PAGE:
19 January 2019
The word of God is something alive and active: it cuts like any double-edged sword but more finely: it can slip through the place where the soul is divided from the spirit, or joints from the marrow; it can judge the secret emotions and thoughts. No created thing can hide from him; everything is uncovered and open to the eyes of the one to whom we must give account of ourselves.
Since in Jesus, the Son of God, we have the supreme high priest who has gone through to the highest heaven, we must never let go of the faith that we have professed. For it is not as if we had a high priest who was incapable of feeling our weaknesses with us; but we have one who has been tempted in every way that we are, though he is without sin. Let us be confident, then, in approaching the throne of grace, that we shall have mercy from him and find grace when we are in need of help.
Jesus went out to the shore of the lake; and all the people came to him, and he taught them. As he was walking on he saw Levi the son of Alphaeus, sitting by the customs house, and he said to him, ‘Follow me.’ And he got up and followed him.
When Jesus was at dinner in his house, a number of tax collectors and sinners were also sitting at the table with Jesus and his disciples; for there were many of them among his followers. When the scribes of the Pharisee party saw him eating with sinners and tax collectors, they said to his disciples, ‘Why does he eat with tax collectors and sinners?’ When Jesus heard this he said to them, ‘It is not the healthy who need the doctor, but the sick. I did not come to call the virtuous, but sinners.’
“I did not come to call the virtuous, but sinners”
In writing today’s reflection, it brought up an insecurity that continues to plague me. It is a sense of unworthiness. Then I ask myself, “in who’s eyes do I feel unworthy”? Not in God’s eyes surely! Then why a sense of shame that I am never good enough?
In today’s gospel passage, Mark gave us a beautiful image of Jesus who gathered the sinners, those deemed unworthy in society, the wounded, the castaways and surrounded himself with all this imperfect humanness. It is beautiful to me, as I imagine Jesus shining bright in his glory sitting among man. And I picture myself, unworthy as I may be, sitting at that table basking in His glory!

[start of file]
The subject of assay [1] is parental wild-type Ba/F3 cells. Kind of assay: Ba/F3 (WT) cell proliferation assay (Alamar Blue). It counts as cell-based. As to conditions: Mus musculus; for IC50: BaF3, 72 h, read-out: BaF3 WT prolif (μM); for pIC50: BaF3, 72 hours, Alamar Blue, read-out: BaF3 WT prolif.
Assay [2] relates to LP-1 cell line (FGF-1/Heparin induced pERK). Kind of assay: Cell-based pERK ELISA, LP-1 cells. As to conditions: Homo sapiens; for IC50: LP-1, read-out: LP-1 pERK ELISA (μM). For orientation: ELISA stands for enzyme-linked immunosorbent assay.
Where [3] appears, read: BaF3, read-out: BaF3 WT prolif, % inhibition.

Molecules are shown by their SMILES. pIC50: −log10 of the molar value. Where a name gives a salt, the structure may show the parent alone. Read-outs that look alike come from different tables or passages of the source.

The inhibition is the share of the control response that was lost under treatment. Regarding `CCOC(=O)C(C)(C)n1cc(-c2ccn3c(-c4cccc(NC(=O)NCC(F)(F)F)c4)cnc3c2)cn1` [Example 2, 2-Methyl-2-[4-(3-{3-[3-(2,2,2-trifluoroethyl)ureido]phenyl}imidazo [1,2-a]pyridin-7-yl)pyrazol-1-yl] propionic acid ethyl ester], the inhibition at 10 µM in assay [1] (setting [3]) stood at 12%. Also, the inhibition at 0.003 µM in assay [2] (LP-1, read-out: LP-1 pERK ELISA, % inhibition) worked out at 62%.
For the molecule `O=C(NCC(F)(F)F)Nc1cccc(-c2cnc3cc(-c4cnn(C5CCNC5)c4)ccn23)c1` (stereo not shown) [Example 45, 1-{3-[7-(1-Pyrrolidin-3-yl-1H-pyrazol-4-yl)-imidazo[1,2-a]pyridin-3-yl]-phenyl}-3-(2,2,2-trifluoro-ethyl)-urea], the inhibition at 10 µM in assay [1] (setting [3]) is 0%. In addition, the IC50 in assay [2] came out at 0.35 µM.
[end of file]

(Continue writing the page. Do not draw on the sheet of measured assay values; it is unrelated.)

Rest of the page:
It gives me great comfort to know that no matter what state I am in, I will always be embraced by God. In our imperfections and shame, we can do no wrong in our Father’s eyes and He loves us in spite of our brokenness.
In the first reading, we are told that the word of God penetrates our every being; like light that fills up the whole room, even filters through every dark corner. There is no hiding from our Creator, everything is revealed and “open to the eyes of the one to whom we must give account of ourselves.”
There is simply no way to hide from our Father, how foolish of us to think we can keep secrets from him, like a little child who thinks he can get away from being caught. Hiding only brings more shame and creates a vicious cycle of darkness. Knowing that Jesus came to be among sinners, we should have the confidence to step into the light, with all our iniquities and run into the embrace of our loving Father.
(Today’s Oxygen by Lorraine Wong)
Prayer: Dear Lord, you know our brokenness and weaknesses, and accept us for who we are. Teach us never to run away in shame but have the confidence and courage to approach your throne of grace.
Thanksgiving: Our Father, thank you for your gift of Jesus, who came among sinners so that we may find our way back to your Heavenly kingdom.